**Cubic Long Short-Term Memory (CubicLSTM)**

Predicting future frames in videos has become a promising direction of research for both computer vision and robot learning communities. The core of this problem involves moving object capture and future motion prediction. While object capture specifies which objects are moving in videos, motion prediction describes their future dynamics. Motivated by this analysis, we propose a Cubic Long Short-Term Memory (CubicLSTM) unit for video prediction. CubicLSTM consists of three branches, i.e., a spatial branch for capturing moving objects, a temporal branch for processing motions, and an output branch for combining the first two branches to generate predicted frames. Stacking multiple CubicLSTM units along the spatial branch and output branch, and then evolving along the temporal branch can form a cubic recurrent neural network (CubicRNN). Experiment shows that CubicRNN produces more accurate video predictions than prior methods on both synthetic and real-world datasets. … **Neumann Optimizer**

Progress in deep learning is slowed by the days or weeks it takes to train large models. The natural solution of using more hardware is limited by diminishing returns, and leads to inefficient use of additional resources. In this paper, we present a large batch, stochastic optimization algorithm that is both faster than widely used algorithms for fixed amounts of computation, and also scales up substantially better as more computational resources become available. Our algorithm implicitly computes the inverse Hessian of each mini-batch to produce descent directions; we do so without either an explicit approximation to the Hessian or Hessian-vector products. We demonstrate the effectiveness of our algorithm by successfully training large ImageNet models (Inception-V3, Resnet-50, Resnet-101 and Inception-Resnet-V2) with mini-batch sizes of up to 32000 with no loss in validation error relative to current baselines, and no increase in the total number of steps. At smaller mini-batch sizes, our optimizer improves the validation error in these models by 0.8-0.9%. Alternatively, we can trade off this accuracy to reduce the number of training steps needed by roughly 10-30%. Our work is practical and easily usable by others — only one hyperparameter (learning rate) needs tuning, and furthermore, the algorithm is as computationally cheap as the commonly used Adam optimizer. … **Self Other-Modeling (SOM)**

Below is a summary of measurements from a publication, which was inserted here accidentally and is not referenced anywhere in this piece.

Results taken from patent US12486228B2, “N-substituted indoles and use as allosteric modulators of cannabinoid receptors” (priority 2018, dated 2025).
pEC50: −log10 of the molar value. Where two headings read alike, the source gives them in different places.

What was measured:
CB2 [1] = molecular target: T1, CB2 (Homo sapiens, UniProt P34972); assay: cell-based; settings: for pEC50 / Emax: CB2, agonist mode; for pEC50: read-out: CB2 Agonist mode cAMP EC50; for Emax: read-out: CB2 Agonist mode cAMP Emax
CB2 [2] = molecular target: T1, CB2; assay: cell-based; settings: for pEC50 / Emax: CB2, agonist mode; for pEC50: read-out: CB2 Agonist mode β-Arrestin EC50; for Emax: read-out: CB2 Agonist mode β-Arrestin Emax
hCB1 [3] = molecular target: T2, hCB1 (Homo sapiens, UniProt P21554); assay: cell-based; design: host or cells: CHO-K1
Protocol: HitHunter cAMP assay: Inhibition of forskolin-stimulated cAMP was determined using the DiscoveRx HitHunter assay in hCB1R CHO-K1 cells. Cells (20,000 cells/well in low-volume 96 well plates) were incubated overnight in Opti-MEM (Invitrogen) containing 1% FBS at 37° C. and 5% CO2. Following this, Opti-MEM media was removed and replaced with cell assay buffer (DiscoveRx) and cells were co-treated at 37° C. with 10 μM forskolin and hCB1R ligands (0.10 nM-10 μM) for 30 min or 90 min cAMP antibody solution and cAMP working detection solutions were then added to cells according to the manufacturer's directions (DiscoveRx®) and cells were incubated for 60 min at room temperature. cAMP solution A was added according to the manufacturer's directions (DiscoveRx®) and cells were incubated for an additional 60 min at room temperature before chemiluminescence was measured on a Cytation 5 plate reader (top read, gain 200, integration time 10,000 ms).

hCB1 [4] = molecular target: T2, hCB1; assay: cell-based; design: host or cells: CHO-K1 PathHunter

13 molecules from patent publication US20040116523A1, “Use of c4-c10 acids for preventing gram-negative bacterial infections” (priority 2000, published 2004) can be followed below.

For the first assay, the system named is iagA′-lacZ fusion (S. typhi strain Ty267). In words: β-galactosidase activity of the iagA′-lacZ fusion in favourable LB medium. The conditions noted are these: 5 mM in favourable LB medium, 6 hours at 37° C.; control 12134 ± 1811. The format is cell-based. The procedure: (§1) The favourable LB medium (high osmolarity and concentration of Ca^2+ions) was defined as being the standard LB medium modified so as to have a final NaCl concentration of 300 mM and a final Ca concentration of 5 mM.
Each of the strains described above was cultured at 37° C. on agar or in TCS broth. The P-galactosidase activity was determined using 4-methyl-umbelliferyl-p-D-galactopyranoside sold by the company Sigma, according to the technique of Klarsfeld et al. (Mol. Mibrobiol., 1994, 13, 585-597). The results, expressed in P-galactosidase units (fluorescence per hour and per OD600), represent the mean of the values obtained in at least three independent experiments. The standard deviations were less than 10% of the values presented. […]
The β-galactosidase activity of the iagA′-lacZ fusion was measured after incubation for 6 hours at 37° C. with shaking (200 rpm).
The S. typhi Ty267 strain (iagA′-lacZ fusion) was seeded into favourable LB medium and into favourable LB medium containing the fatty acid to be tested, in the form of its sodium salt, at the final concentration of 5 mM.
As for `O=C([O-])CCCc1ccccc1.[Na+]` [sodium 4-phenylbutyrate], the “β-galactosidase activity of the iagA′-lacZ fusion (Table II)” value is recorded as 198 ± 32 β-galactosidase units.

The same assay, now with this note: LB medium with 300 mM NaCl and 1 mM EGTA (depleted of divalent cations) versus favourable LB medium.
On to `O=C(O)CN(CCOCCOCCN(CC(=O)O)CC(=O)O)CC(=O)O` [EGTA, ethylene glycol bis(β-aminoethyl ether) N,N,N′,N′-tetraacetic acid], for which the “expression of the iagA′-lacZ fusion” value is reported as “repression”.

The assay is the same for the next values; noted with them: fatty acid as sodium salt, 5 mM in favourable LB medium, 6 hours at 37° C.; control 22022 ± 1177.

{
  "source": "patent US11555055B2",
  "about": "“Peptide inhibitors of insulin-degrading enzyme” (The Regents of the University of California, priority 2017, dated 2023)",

We consider the multi-agent reinforcement learning setting with imperfect information in which each agent is trying to maximize its own utility. The reward function depends on the hidden state (or goal) of both agents, so the agents must infer the other players’ hidden goals from their observed behavior in order to solve the tasks. We propose a new approach for learning in these domains: Self Other-Modeling (SOM), in which an agent uses its own policy to predict the other agent’s actions and update its belief of their hidden state in an online manner. We evaluate this approach on three different tasks and show that the agents are able to learn better policies using their estimate of the other players’ hidden states, in both cooperative and adversarial settings. … **Statistically Discriminative Sub-trajectory Mining (SDSM)**

We study the problem of discriminative sub-trajectory mining. Given two groups of trajectories, the goal of this problem is to extract moving patterns in the form of sub-trajectories which are more similar to sub-trajectories of one group and less similar to those of the other. We propose a new method called Statistically Discriminative Sub-trajectory Mining (SDSM) for this problem. An advantage of the SDSM method is that the statistical significance of the extracted sub-trajectories are properly controlled in the sense that the probability of finding a false positive sub-trajectory is smaller than a specified significance threshold alpha (e.g., 0.05), which is indispensable when the method is used in scientific or social studies under noisy environment. Finding such statistically discriminative sub-trajectories from massive trajectory dataset is both computationally and statistically challenging. In the SDSM method, we resolve the difficulties by introducing a tree representation among sub-trajectories and running an efficient permutation-based statistical inference method on the tree. To the best of our knowledge, SDSM is the first method that can efficiently extract statistically discriminative sub-trajectories from massive trajectory dataset. We illustrate the effectiveness and scalability of the SDSM method by applying it to a real-world dataset with 1,000,000 trajectories which contains 16,723,602,505 sub-trajectories. …

# If you did not already know

**07**
*Friday*
May 2021

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